Further, at block 130 of process 100, two paths for signals that cross clock domain partitions are defined (as will be discussed in detail later with reference to FIGS. 2 and 3), including: 1) a default path; and 2) a bypass path. In one embodiment, these paths can be selected via software. By default, the IC utilizes the default path, which contains synchronization logic that is used when the IC is running in default mode with separate clock domains. The bypass path includes synchronization bypass logic that is used when the chip is reconfigured to combine clock domains. The logic that produces and receives the signals across the clock domains may be designed to work in both handshaking modes for the synchronization logic of the default mode and the synchronization bypass logic of the bypass mode. Also, the setup and hold time analysis performed to create the clock distribution tree may be done for the bypass mode as well as for the default mode.

As will be discussed, when the IC powers up, all the clock domains are separate by default. In one embodiment, once it is proven that the achieved clock skew between the clock domains in the chip is less than the original goal, software can be used to write a bit to combine the clock domains which results in the bypass mode being selected (e.g. utilizing bypass paths). In the bypass mode, clock domains for a signal are combined into one, such that there is no latency on the signals that cross clock domains. Thus, signals that cross different component blocks of a circuit component of an IC are synchronous with one another thereby reducing latency.

As shown in FIG. 2, FIG. 2 illustrates a block diagram of an exemplary integrated circuit having multiple clock signal paths in order to implement dynamically reconfigurable clock domains, according to one embodiment of the invention. The exemplary integrated circuit 200 that implements dynamically reconfigurable clock domains is designed in accordance with the process 100, previously discussed. As shown in FIG. 2, integrated circuit 200 includes clock generation circuitry 204, a plurality of switches 210 such as multiplexers (e.g. multiplexer 210-2, multiplexer 210-3, etc., through multiplexer 210-N), and circuit components 206 (e.g. circuit component-1 206-1, circuit component-2 206-2, etc., through circuit component-N 206-N). It should be appreciated that as shown in FIG. 2, the integrated circuit 200 is scalable to any number of components N.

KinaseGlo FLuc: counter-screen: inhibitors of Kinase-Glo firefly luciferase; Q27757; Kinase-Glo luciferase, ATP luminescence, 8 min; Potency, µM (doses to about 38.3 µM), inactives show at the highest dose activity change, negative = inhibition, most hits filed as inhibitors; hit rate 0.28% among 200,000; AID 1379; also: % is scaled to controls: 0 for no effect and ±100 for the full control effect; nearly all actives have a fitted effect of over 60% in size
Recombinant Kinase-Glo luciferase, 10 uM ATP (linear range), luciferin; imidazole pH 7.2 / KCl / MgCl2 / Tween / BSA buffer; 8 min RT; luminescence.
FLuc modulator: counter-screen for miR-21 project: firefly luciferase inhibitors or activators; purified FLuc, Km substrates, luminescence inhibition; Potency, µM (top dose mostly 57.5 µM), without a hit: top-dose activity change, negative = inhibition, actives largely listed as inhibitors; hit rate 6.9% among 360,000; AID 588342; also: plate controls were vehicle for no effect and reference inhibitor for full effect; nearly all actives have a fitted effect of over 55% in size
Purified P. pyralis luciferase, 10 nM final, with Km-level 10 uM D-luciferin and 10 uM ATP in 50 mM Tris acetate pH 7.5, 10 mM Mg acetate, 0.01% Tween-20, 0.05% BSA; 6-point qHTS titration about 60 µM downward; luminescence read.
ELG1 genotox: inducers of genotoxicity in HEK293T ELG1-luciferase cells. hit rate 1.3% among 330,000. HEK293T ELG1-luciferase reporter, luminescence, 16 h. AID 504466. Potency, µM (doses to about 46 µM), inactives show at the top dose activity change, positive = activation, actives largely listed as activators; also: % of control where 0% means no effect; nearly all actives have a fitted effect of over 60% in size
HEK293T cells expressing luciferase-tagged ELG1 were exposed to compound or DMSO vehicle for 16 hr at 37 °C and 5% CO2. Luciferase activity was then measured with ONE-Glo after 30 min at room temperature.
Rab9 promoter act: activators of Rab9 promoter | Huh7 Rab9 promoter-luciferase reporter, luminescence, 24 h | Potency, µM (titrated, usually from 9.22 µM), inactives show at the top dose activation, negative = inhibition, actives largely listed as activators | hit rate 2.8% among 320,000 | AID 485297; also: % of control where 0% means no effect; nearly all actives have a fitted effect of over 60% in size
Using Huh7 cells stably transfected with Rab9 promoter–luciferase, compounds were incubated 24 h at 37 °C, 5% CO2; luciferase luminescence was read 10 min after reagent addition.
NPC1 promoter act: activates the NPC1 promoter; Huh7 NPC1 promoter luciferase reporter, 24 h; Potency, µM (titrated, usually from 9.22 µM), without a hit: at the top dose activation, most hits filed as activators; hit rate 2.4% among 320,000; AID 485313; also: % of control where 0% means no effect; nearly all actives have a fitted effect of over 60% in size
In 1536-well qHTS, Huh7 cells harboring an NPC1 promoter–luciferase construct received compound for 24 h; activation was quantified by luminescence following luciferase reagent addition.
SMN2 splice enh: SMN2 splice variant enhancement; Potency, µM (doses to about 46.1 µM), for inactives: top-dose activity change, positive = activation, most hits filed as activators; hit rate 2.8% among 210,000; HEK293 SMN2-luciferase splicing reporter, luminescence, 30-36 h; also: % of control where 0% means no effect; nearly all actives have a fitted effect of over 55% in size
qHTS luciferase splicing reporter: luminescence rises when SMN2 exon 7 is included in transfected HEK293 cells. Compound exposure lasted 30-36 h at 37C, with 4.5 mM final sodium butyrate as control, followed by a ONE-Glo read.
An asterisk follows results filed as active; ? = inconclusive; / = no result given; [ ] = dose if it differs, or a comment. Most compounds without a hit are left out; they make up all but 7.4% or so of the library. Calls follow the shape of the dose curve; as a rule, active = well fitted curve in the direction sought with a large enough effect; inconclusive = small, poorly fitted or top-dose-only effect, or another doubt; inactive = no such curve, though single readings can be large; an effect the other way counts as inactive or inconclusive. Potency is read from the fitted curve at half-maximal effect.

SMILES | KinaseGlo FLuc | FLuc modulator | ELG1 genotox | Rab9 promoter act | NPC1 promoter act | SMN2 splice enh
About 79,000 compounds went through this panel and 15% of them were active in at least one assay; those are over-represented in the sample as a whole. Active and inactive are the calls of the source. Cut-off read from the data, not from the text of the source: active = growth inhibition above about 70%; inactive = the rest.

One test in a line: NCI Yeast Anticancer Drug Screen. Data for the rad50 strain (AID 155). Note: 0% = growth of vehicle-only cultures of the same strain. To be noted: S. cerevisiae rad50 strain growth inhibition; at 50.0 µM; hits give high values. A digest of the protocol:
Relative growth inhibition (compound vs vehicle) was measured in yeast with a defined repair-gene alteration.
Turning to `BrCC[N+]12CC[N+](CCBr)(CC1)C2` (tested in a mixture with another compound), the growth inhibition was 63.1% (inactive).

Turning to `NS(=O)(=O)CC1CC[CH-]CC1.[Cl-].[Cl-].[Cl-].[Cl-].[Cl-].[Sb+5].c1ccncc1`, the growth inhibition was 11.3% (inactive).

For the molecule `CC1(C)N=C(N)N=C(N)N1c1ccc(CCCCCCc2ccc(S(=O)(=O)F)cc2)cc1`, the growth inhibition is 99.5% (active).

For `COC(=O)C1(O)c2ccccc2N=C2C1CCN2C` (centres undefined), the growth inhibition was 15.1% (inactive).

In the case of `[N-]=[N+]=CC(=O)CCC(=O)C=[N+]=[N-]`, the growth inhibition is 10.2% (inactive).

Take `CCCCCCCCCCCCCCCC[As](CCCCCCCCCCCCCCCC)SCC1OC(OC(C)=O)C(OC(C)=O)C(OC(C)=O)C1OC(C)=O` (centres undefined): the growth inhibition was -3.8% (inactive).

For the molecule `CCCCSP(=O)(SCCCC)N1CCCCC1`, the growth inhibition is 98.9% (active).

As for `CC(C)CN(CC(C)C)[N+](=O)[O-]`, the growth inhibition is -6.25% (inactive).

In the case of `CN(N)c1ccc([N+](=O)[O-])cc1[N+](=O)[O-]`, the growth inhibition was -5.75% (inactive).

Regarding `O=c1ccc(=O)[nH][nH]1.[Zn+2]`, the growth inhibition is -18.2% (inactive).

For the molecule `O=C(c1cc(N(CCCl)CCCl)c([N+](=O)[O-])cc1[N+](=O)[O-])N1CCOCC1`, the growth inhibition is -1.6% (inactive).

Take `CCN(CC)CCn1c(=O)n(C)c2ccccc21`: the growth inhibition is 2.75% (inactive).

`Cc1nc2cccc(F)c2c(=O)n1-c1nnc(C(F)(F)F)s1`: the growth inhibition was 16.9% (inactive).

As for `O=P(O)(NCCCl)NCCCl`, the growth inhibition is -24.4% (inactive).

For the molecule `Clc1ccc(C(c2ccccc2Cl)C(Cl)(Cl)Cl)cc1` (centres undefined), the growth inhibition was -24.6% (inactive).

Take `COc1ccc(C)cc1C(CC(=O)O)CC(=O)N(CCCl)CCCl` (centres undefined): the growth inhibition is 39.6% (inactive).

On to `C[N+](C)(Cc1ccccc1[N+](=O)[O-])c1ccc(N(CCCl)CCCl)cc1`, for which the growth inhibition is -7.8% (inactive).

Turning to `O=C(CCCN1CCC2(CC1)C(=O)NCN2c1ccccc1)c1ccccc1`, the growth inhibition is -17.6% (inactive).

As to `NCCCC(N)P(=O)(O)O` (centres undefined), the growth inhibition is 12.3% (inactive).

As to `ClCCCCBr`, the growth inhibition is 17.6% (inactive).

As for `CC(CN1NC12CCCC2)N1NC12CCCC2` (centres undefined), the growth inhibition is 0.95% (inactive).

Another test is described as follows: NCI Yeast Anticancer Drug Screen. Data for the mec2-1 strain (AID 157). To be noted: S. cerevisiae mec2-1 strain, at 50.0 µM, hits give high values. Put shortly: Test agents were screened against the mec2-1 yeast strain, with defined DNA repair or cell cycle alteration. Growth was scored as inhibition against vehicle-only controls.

The integrated circuit 200 includes clock generation circuitry 204 that generates a plurality of clock signals (CLK1–N) that are coupled to circuit components 206-1 through 206-N, respectively, to generate a clock distribution tree 205 of multiple clock signals paths. Specifically, clock generation circuitry 204 generates a Master clock signal (CLK1) and a plurality of other clock signals (also termed circuit component clock signals): CLK2, CLK3, CLK4, CLK5, and CLKN, as shown in FIG. 2. In this embodiment, the plurality of clock signals (CLK1–N) generated by the clock generation circuitry 204 are each phase and frequency independent of one another. Each circuit component 206-1 through 206-N of the IC 200, respectively, may be any type of circuit component typically found in an integrated circuit that requires a clock signal. For example, each circuit component may be a bus, a processor, a memory, or any type of computer circuit component.

As shown in FIG. 2, in this embodiment, the Master clock signal (CLK1) is directly coupled to circuit component-1 206-1 and is directly coupled to a first component block 207 of each of the circuit components 206-2 through 206-N, respectively. Thus, a first component block 207 of each circuit component 206-2 through 206-N is timed in accordance with the Master clock signal (CLK1).

As shown in FIG. 2, each multiplexer 210-2 through 210-N has two inputs: the Master clock signal (CLK1) and its respective circuit component clock signal (e.g. CLK2 through CLKN). Multiplexers 210-2 through 210-N are by default set to 0 such that a second component block 209 of each respective circuit component 206 is timed by its respective circuit component clock signal (e.g. CLK2 through CLKN). This is termed the default path. However, each multiplexer 210-2 through 210-N is responsive to a respective Master select signal (e.g. Master select signal-2 through Master select signal-N) which, when chosen, selects a bypass mode that instead applies the Master clock (CLK1) to the second component block 209 of the circuit component 206. In this way, a bypass path is created such that signals that traditionally cross time domains in the circuit component (e.g. from the first component block 207 to the second component block 209), resulting in increased latency, can instead operate at the same clock rate (e.g. the clock domains are combined) so that latency is reduced. Thus, signals that cross different component blocks of a circuit component of an IC are instead synchronous with one another thereby reducing latency.

Turning now to FIG. 3, FIG. 3 shows a block diagram 300 illustrating a more detailed view of circuit component-2 206-2 of FIG. 2, utilized in implementing dynamically reconfigurable clock domains, according to one embodiment of the invention. Particularly, FIG. 3 shows a circuit component that can operate in either default mode (via a default path 311) or in a bypass mode (via a bypass path 312). As should be appreciated, this description is applicable to any of the circuit components 206-2 through 206-N.